Service Level Agreement Between Government Departments
Not only in Canada, but also many government agencies around the world have signed several service level agreements in the hope of improving the operation of each department. As noted above, ensuring that the right parameters are in place can mean more efficient use of the services provided by SLAs. The Canadian government has taken these steps towards a more effective government that ultimately also benefits its citizens. Goran Gelic is a Senior Construction, Infrastructure and Procurement Partner at McCullough Robertson. He has been involved in a number of important infrastructure projects (both national and international), including roads, railways, mines and hospitals. He has worked in both government (Queensland Water Infrastructure) and the private sector (Transpacific Industries Group). He has extensive experience in a large number of contractual structures, documents and procurement matters, as well as litigation and contract management. Through his role, he has acquired expertise in BIM and its application in the construction and public procurement sector. Goran regularly works with clients on BIM topics and is a regular moderator throughout Australia on BIM topics. At the time of its creation in August 2011, Shared Services Canada took control of 1,533 service level agreements from the public construction and government services sectors, for a total of $311,539,726. According to the results of a 2014 audit by the SSC for the House of Commons, policy and management reviews, strategic plans, training and interviews with key stakeholders are important steps in ensuring the effective use of ALS in federal agencies. Ensure that internal reporting requirements for service level agreements are clearly defined.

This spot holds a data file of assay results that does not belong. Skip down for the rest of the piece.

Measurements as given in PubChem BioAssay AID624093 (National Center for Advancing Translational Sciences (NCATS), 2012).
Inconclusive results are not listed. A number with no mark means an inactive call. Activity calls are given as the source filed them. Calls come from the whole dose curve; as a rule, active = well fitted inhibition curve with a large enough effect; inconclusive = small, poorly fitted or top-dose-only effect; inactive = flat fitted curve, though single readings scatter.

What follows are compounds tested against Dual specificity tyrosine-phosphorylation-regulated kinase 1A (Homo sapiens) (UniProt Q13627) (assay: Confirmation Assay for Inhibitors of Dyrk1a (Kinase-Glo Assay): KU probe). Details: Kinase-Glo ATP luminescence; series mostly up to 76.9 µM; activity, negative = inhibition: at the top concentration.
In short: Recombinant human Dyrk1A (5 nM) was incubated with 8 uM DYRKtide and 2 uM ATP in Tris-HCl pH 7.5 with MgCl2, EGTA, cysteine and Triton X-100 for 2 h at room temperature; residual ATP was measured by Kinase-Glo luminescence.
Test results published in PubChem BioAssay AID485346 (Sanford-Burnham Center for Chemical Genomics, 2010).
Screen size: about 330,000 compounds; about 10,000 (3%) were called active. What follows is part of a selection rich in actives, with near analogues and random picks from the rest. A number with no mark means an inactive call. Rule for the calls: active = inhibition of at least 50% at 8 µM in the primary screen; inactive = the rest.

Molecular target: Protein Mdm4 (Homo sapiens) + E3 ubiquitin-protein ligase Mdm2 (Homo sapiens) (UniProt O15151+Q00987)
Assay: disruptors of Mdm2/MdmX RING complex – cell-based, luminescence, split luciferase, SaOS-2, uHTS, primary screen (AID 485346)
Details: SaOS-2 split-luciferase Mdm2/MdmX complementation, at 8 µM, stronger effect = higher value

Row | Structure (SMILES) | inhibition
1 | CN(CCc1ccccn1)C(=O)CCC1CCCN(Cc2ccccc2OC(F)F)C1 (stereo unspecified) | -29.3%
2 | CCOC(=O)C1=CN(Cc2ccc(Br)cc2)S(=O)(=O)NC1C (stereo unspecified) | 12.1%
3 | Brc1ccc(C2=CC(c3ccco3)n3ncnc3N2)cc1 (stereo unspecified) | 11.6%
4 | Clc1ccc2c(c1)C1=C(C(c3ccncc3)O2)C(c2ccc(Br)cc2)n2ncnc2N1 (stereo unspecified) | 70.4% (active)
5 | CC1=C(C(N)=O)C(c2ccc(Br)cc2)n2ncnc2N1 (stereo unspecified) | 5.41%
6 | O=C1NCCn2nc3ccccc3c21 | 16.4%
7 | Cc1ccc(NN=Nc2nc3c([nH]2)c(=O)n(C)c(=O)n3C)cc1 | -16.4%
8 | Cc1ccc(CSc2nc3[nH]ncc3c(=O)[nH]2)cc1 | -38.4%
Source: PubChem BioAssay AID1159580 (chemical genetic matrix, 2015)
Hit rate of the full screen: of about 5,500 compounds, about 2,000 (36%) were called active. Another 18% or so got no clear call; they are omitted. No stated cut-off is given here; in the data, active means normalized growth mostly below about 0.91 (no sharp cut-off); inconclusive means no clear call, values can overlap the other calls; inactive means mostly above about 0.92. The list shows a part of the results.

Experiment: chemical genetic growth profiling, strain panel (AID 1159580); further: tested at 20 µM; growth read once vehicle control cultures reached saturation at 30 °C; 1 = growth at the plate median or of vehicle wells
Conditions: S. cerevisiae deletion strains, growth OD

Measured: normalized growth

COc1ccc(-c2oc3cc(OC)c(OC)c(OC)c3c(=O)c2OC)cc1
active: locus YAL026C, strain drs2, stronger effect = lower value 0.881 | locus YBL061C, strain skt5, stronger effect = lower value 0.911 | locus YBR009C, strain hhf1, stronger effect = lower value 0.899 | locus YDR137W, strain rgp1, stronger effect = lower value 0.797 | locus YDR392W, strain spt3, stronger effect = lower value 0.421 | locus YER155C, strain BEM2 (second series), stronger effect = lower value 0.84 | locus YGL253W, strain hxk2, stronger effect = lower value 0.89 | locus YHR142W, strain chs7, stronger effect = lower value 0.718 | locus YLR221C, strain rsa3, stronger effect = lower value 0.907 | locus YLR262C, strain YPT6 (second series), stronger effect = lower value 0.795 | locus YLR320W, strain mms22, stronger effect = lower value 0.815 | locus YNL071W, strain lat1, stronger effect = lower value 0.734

Ensure that external reporting requirements are met as stipulated in each service level agreement. Organizations wishing to implement an SLA for internal services may have existing systems and processes for the provision of internal services. Change management may be necessary to ensure that management and staff support the SLA and are prepared for performance management and service delivery monitoring. If the service provider does not meet the service levels, the consequences must be taken into account. It may not be appropriate to introduce fines or a right to terminate the SLA if an internal service provider does not meet the required service levels. On the contrary, performance issues may need to be addressed through internal procedures such as making additional resources available, reviewing procedures or increasing management. To do this, it is important to consider, when processing service levels in an SLA: Service level service levels are critical to the effectiveness of the SLA and must be realistic, achievable, and measurable. They may relate to the quality, costs, timeliness, quantity or any other appropriate measure that the customer requires of the service provider.
An SLA is a document agreed between a customer and a service provider that determines the nature, quantity and quality of the services to be provided. A customer is not required to use an outside service provider and an SLA can regulate services provided by internal sources….